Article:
- Before becoming president, Jokowi was widely seen as a reformist but some analysts now argue he is a status-quo politician, like Suliso Bambang Yudhoyono. Which characterisation do you find more compelling and why?
- ‘The relative peace and success of democratic elections in Aceh and Papua in recent years shows that regional autonomy, not centralisation, is the best way to prevent separatism in Indonesia.’Do you agree?
- Why has democracy become entrenched in Indonesia over the past 20 years when it ‘failed’ in the 1950s?
Tip: The tutorial reading lists provide many references relevant to answering these essay questions. Please contact me if you are having trouble locating sufficient material for your essays.
Criteria for assessing written work
Essay writing is an essential part of the learning process and a vital medium through which your understanding of a subject can be assessed. Good academic writing usually contains the following attributes:
Arguments supported by reference to secondary and, if possible, primary material
Adequate range of sources
Central question or issue clearly defined and answered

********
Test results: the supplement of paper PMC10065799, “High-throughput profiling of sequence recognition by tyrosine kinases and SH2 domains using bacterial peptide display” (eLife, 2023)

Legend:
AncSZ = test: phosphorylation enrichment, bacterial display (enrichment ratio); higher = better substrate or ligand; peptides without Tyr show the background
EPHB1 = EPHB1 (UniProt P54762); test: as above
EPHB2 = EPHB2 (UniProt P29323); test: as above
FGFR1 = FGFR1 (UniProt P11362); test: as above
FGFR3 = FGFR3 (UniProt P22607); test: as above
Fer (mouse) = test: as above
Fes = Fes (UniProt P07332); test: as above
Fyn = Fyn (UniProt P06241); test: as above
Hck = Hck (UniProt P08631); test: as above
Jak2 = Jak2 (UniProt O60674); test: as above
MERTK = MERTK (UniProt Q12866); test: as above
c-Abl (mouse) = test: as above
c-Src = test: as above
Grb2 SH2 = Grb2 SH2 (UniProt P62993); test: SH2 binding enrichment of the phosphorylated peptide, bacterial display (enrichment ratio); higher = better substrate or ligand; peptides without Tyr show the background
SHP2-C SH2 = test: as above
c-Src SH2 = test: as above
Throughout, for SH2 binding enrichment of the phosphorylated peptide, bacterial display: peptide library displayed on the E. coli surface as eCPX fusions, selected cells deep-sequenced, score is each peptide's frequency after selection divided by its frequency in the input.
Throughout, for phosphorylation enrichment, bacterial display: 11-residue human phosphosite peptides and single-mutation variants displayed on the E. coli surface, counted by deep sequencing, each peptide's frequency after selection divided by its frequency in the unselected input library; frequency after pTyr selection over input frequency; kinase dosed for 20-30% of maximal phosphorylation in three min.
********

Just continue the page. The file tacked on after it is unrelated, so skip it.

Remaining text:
Discussion of key issues and relevance of narrative
Logical flow of ideas and arguments
Evidence of creative thought and articulation of own ideas
Conclusions supported by evidence and argument
Contains introduction and conclusion
Fluent and succinct writing
Accurate spelling, grammar and punctuation
When preparing essays, students should use the above list as a guide. It is particularly important to engage critically with source materials. Do not accept without question the views or interpretations given in the works which you read. Use them rather as a means of finding your own way into the problem at hand.Your essays should be more than simply a report on other people’s views but instead you shoulddemonstrate your own understanding of the question or issue.
All written work is to be submitted in not less than a 12-point font and with 1.5 or double line spacing. Essays must be fully referenced, using footnotes and a bibliography, and be submitted with a cover sheet which records the word count.